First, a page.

We’ve all seen it in a bunch of sci-fi movies in the past few decades where the AI (artificial intelligence) of some kind of device or program breaks free from its restraints and design. It then decides to become the master of its own fate.
And since technology in real life has only been advancing, the introduction of, what could one day be, ‘artificial intelligence’ is starting to show. From voice recognition software to predictive messaging, to music and media recommendations – software and programs are acting more and more like humans every single day. And one of these very same programs, one we’re all familiar with, is Amazon Alexa.
Cases of Alexa Invading User Privacy
Back in 2017, Martin Josephson returned to his home in London to find his Amazon Echo Dot blurting out random noises and commands. These seemed to be somewhat related to his previous uses of the device. The spoken commands were train ticket requests and TV show recordings.
Despite Josephson’s attempts, the device wouldn’t stop. But what made Josephson (not his actual name) so uneasy about this was his history with the company. Years prior, he actually worked for Amazon. Not only this, but one of his stints at the company entailed him saying random commands into a microphone, for a reason he didn’t know at the time.
What Happened with Amazon Echo?
It was only when the Amazon Echo came into the market that he realized what was happening. Following this realization, Josephson claimed to have ‘felt a bit foolish’. He said, ‘having seen how they used people’s data, I knew I couldn’t trust them.’ Through both curiosity, and the actual desire to have one, Josephson purchased an Echo Dot after its launch. He found it to be a useful device – at least until it went off the brink.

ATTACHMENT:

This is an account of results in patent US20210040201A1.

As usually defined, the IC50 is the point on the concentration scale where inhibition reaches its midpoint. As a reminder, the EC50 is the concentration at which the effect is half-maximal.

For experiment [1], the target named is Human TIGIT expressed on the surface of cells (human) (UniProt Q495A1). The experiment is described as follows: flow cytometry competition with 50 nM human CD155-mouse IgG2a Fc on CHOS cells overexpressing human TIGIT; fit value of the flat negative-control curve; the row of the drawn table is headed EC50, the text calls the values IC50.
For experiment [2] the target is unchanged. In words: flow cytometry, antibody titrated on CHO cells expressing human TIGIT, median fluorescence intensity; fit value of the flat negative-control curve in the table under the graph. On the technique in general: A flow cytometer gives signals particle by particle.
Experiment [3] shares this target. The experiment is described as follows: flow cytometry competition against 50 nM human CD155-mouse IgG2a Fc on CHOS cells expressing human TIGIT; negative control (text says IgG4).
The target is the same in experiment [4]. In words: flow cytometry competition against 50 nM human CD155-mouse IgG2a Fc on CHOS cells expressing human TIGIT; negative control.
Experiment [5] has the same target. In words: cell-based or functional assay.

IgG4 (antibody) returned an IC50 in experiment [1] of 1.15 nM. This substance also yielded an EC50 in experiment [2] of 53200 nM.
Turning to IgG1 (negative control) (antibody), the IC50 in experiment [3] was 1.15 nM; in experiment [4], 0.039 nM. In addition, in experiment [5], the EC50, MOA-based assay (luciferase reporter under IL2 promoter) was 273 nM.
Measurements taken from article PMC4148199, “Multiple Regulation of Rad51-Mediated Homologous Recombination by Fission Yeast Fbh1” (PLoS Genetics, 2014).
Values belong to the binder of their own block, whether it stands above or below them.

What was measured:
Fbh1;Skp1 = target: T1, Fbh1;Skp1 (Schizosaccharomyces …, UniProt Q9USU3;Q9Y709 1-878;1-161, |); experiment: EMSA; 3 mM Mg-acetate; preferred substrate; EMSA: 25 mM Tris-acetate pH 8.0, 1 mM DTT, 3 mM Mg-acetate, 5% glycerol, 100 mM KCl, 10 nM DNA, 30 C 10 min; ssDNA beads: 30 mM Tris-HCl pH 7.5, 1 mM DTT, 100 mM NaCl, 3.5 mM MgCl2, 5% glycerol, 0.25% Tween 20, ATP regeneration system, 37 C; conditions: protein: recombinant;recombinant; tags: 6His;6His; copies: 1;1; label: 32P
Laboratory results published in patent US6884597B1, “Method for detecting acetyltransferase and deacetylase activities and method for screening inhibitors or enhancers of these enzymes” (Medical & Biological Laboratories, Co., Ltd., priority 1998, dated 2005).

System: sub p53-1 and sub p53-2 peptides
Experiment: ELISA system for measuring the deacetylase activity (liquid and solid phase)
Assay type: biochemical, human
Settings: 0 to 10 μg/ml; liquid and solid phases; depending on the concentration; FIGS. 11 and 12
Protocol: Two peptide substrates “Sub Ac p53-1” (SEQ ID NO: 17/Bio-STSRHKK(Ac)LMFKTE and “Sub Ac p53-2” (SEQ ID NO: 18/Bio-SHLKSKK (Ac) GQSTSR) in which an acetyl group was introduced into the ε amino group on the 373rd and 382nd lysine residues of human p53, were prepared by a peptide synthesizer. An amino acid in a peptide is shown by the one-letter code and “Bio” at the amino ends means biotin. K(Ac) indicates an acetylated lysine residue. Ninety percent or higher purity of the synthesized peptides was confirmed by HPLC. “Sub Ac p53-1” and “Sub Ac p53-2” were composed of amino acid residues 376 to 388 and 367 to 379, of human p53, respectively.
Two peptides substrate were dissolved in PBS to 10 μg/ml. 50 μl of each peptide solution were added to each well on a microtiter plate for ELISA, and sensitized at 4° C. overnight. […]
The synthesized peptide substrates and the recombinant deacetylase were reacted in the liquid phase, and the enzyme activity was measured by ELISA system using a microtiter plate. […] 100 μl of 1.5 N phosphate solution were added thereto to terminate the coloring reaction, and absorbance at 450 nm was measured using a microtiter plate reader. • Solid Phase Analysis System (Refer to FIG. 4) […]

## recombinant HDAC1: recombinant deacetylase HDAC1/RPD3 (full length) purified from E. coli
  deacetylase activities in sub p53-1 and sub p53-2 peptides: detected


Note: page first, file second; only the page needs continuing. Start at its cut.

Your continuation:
During his return to the Dot’s random spurts of noise, he decided to unplug it and chuck it in the bin. Was this a simple malfunction, or was his Alexa invading user privacy? But Josephson isn’t the only one to have encountered issues.
In 2018, an Amazon customer based in Germany received over 1,000 audio files. These files had all come from someone else’s Amazon Echo. Not only this, but these audio files had a lot of personal detail in them. The recipient could name and locate this user and their partner if he wanted to.
The scope of these devices is something that many people don’t seem to fully grasp. Earlier this year, the company’s vice-president of devices said that over 100 million Alexa-enabled devices had been sold. One in five adults in the US now owns some kind of home voice-assistant. Over half of which are Amazon devices. It’s this very reason that so many people consider the invention of the Alexa a milestone in human history. A dream to some, a nightmare to others.
Many consider voice-assisted devices to lie on the fine line between privacy and efficiency. A great tool to have around the home, yet something that’s there, either listening or waiting for permission to listen.
With so many languages, dialects and accents throughout the world, creating a device that can understand and decipher all of these is near-impossible. That’s why most of this legwork is performed via ‘the cloud’. This means that real people can collect the data from these recordings. It’s this human-to-human monitoring that makes most uneasy.
What Do People Think?
Surely this is Alexa invading user privacy, think some. But not all voice-assisted devices work in exactly the same way. Apple, for example, makes their users’ privacy one of the primary focuses of their devices, encrypting the data at both ends. The only downside is that Apple’s home devices aren’t quite as accurate in their understanding and executing of commands.
So, users are stuck between a lack of privacy but better usability, or better privacy with a lack of usability. Most have opted for better usability, which is telling on its own.
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What is the US Government Doing?
The US government has tried to avoid stepping in on the matter. However, back in 2015, EPIC (Electronic Privacy Information Center) requested an investigation into these ‘always on’ devices, such as voice-assistant. They are yet to receive any kind of response.